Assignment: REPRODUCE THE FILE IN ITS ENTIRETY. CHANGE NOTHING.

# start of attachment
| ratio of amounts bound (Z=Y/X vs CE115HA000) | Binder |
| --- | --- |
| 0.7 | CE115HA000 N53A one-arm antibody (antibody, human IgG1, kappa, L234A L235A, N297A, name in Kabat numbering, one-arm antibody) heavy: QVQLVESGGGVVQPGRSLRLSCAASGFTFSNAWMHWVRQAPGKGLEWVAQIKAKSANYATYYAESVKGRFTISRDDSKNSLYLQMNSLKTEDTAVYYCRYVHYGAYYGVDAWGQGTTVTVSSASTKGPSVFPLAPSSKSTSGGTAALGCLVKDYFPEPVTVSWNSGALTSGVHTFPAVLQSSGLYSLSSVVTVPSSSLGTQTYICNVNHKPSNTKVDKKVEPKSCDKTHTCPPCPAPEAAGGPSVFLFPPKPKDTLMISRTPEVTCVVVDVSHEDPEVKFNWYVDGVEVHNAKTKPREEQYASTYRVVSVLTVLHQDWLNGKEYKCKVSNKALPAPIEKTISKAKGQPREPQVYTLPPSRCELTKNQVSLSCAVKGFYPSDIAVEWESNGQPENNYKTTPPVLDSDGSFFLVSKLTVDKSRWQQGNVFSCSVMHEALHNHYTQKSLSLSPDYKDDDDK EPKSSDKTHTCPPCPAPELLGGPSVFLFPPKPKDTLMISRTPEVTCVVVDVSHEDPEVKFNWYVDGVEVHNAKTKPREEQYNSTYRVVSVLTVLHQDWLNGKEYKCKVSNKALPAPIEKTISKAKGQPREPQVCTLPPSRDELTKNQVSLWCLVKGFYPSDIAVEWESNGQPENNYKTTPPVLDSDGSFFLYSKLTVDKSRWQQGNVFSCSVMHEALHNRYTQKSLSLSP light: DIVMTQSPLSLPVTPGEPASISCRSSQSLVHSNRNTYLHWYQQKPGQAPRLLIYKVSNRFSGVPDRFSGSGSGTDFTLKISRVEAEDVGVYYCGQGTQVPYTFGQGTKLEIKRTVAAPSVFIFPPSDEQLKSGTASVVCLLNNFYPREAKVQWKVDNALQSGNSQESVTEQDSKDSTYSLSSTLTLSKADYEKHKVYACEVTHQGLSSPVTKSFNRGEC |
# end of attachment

| ratio of amounts bound (Z=Y/X vs CE115HA000) | Binder |
| --- | --- |
| 0.7 | CE115HA000 N53A one-arm antibody (antibody, human IgG1, kappa, L234A L235A, N297A, name in Kabat numbering, one-arm antibody) heavy: QVQLVESGGGVVQPGRSLRLSCAASGFTFSNAWMHWVRQAPGKGLEWVAQIKAKSANYATYYAESVKGRFTISRDDSKNSLYLQMNSLKTEDTAVYYCRYVHYGAYYGVDAWGQGTTVTVSSASTKGPSVFPLAPSSKSTSGGTAALGCLVKDYFPEPVTVSWNSGALTSGVHTFPAVLQSSGLYSLSSVVTVPSSSLGTQTYICNVNHKPSNTKVDKKVEPKSCDKTHTCPPCPAPEAAGGPSVFLFPPKPKDTLMISRTPEVTCVVVDVSHEDPEVKFNWYVDGVEVHNAKTKPREEQYASTYRVVSVLTVLHQDWLNGKEYKCKVSNKALPAPIEKTISKAKGQPREPQVYTLPPSRCELTKNQVSLSCAVKGFYPSDIAVEWESNGQPENNYKTTPPVLDSDGSFFLVSKLTVDKSRWQQGNVFSCSVMHEALHNHYTQKSLSLSPDYKDDDDK EPKSSDKTHTCPPCPAPELLGGPSVFLFPPKPKDTLMISRTPEVTCVVVDVSHEDPEVKFNWYVDGVEVHNAKTKPREEQYNSTYRVVSVLTVLHQDWLNGKEYKCKVSNKALPAPIEKTISKAKGQPREPQVCTLPPSRDELTKNQVSLWCLVKGFYPSDIAVEWESNGQPENNYKTTPPVLDSDGSFFLYSKLTVDKSRWQQGNVFSCSVMHEALHNRYTQKSLSLSP light: DIVMTQSPLSLPVTPGEPASISCRSSQSLVHSNRNTYLHWYQQKPGQAPRLLIYKVSNRFSGVPDRFSGSGSGTDFTLKISRVEAEDVGVYYCGQGTQVPYTFGQGTKLEIKRTVAAPSVFIFPPSDEQLKSGTASVVCLLNNFYPREAKVQWKVDNALQSGNSQESVTEQDSKDSTYSLSSTLTLSKADYEKHKVYACEVTHQGLSSPVTKSFNRGEC |